Diagnosis.--Key characters: Ommatidial size coarse (Fig. 39b); prosternal process expanded apically (Fig. 18); mesal antennal spines present (Figs. 8b, 9b); elytral humeri without epipleural tooth; pronotum with impunctate regions and calli (Fig. 12d); femoral carinae absent; procoxal cavities closed laterally (Fig. 24); femoral apices rounded (Fig. 26); posterior procoxal cavities open (Fig. 18); transverse ridges on pronotal disc absent; tibial carinae absent (although coded both ways in key); spine on antennomere three acute (Fig. 45a, b); femoral shape gradually enlarged (Fig. 37c); antennomere three of males and most females about two-thirds length of pronotum (Fig. 46b); lateral projections into mesocoxae from mesosternum absent (Fig. 20); elytra and pronotum covered with dense connected patches of white or yellowish pubescence (as in Fig. 8), females with an additional dense coating of short, erect hairs; elytral apices with sutural and lateral spines moderately to strongly developed; integument dark; pronotum broadly rounded and inflated, as wide as elytra at middle (Fig. 41d). Length: 13-16 mm.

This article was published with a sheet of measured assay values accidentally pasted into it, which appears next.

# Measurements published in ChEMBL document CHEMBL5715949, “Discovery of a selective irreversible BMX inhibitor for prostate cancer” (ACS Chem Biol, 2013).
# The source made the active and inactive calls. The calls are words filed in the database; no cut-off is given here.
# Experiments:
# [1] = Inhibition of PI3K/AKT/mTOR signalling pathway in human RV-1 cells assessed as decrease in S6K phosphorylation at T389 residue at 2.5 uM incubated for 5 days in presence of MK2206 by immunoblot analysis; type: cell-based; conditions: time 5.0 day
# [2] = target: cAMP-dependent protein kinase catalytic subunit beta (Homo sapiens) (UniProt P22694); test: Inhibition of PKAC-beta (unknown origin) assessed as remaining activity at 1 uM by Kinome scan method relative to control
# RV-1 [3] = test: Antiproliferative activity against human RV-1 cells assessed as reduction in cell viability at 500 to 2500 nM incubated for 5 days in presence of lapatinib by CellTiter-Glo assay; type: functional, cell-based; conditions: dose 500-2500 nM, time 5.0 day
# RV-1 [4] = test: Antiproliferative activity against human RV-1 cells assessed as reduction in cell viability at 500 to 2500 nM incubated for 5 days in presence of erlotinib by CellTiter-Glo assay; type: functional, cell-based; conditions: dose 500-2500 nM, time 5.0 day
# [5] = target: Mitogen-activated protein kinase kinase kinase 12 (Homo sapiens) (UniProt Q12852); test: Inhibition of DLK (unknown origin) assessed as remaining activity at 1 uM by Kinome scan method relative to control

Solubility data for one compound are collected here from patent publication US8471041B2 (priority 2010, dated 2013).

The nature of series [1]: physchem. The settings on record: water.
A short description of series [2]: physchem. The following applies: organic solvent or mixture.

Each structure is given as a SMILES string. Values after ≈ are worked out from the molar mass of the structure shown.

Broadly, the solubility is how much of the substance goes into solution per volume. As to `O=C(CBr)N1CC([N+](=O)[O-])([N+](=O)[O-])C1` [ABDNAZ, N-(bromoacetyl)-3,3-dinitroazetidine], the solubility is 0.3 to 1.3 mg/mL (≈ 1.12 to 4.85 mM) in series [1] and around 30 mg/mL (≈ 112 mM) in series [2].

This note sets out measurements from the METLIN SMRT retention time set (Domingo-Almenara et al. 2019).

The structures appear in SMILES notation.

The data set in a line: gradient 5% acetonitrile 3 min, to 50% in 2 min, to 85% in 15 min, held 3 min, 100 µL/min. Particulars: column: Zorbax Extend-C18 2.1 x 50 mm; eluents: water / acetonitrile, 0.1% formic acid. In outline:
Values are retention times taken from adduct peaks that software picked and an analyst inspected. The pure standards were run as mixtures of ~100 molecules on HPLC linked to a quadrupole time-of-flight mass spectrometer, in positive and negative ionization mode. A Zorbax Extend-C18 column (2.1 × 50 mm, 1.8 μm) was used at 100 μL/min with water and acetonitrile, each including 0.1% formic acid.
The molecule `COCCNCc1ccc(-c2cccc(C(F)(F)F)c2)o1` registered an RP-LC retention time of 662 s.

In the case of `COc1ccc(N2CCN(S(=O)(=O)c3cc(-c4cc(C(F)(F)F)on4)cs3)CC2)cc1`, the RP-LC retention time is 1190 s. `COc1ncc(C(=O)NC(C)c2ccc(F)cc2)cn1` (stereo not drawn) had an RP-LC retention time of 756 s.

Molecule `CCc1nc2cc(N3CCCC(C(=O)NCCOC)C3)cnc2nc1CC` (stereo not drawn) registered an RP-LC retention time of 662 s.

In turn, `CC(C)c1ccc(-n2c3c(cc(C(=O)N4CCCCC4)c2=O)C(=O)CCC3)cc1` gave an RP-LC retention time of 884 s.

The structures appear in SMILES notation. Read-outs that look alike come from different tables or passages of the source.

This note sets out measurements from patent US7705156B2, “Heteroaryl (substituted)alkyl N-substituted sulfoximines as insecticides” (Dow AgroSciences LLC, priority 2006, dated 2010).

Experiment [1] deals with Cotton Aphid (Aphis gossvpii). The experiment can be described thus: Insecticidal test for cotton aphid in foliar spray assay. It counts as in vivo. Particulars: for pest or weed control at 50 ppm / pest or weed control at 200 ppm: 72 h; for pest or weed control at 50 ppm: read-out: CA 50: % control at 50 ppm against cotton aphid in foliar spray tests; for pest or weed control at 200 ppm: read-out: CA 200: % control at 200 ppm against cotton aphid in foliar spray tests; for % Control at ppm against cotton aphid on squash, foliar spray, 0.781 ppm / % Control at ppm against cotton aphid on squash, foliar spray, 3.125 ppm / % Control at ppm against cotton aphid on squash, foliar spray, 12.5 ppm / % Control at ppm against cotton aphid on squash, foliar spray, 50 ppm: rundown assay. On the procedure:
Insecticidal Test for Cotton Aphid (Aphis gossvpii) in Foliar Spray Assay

Distribution and Diversity.--United States, West Indies. Three species.
Discussion.--Parelaphidion is apparently closely related to other North American genera including Enaphalodes, Gymnospyra, Orwellion, and Eustromula (Fig. 56).
Parelaphidion differs from Enaphalodes in having gradually enlarged femora (linear in Enaphalodes), and pronotum not greatly expanded at middle, narrower than elytra (inflated in Enaphalodes). Parelaphidion differs from Anelaphus in having longer antennae, antennomere three two-thirds length of pronotum (half length of pronotum in most species of Anelaphus).